Game Notes: Jake Marisnick was put on the IL. Ryan Cordell was called up to take his place on the roster. Jordan Humphreys was designated for assignment to make room on the 40 man roster. Alonso had a four hit game.
The fun part about MLB debuts is you can never quite be sure how it will go. Will they be the player they were in the minors? Will the stage be too big for them? Or, will they rise to the occasion and take their game to the next level?
Peterson raised his velocity from the high 80s to low 90s to 94 MPH. He showed slightly better control. He rose to the big moments.
Case in point was the third inning. Former Met Kevin Plawecki hit a routine fly ball J.D. Davis misplayed into a double. After an ensuing walk to Andrew Benintendi, Brandon Nimmo sprinted and dropped a deep Jose Peraza fly ball to load the bases.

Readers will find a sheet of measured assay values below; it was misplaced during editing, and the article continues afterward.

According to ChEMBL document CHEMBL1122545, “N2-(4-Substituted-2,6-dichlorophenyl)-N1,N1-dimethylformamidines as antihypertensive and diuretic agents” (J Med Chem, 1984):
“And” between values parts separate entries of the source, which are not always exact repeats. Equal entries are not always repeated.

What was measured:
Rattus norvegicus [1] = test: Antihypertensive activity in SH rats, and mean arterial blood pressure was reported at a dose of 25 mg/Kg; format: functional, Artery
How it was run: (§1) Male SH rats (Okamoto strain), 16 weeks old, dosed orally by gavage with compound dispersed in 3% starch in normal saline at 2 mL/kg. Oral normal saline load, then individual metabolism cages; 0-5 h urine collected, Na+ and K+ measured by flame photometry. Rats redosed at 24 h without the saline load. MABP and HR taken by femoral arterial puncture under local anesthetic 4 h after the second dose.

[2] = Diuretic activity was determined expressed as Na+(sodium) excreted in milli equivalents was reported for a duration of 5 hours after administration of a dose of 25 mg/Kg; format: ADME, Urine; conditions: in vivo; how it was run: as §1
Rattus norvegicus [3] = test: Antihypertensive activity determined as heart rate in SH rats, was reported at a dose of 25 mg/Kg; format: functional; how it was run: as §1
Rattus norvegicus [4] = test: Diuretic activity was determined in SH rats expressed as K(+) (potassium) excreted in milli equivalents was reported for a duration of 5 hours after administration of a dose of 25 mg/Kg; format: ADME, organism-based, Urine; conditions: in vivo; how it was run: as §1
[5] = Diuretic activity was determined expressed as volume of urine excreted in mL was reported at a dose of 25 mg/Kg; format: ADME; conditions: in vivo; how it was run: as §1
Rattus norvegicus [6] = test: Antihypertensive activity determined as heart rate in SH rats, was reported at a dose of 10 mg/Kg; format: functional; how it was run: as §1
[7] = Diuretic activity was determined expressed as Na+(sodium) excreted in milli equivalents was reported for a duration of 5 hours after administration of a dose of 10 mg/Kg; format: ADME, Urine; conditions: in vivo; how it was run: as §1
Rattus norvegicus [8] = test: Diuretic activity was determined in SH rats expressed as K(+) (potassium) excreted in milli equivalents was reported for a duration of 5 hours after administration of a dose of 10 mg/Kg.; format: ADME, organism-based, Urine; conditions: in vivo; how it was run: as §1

Peterson responded by striking out J.D. Martinez. Then, he got the ground ball he needed. It was an odd play where Robinson Cano was ruled to have caught a ball he seemed to short hop. The second base umpire had a delayed out call leading to Benintendi taking off for third.
Benintendi was finally tracked down in the run down as Plawecki scored. At that time, it was 3-1 Mets.
The Mets got that lead with a three run third. The first run game on a Cano RBI double. After that double, Nimmo was walked to load the bases. Amed Rosario then delivered a bloop single scoring two.
With the lead, Peterson was pitching well despite not getting much help from his defense. As mentioned above, Davis misplayed a ball, and we’d see Jeff McNeil throw a ball away. On McNeil, his arm may be something which needs monitoring because his throws to first haven’t been good. Really, the only standout defensive play came from Michael Conforto.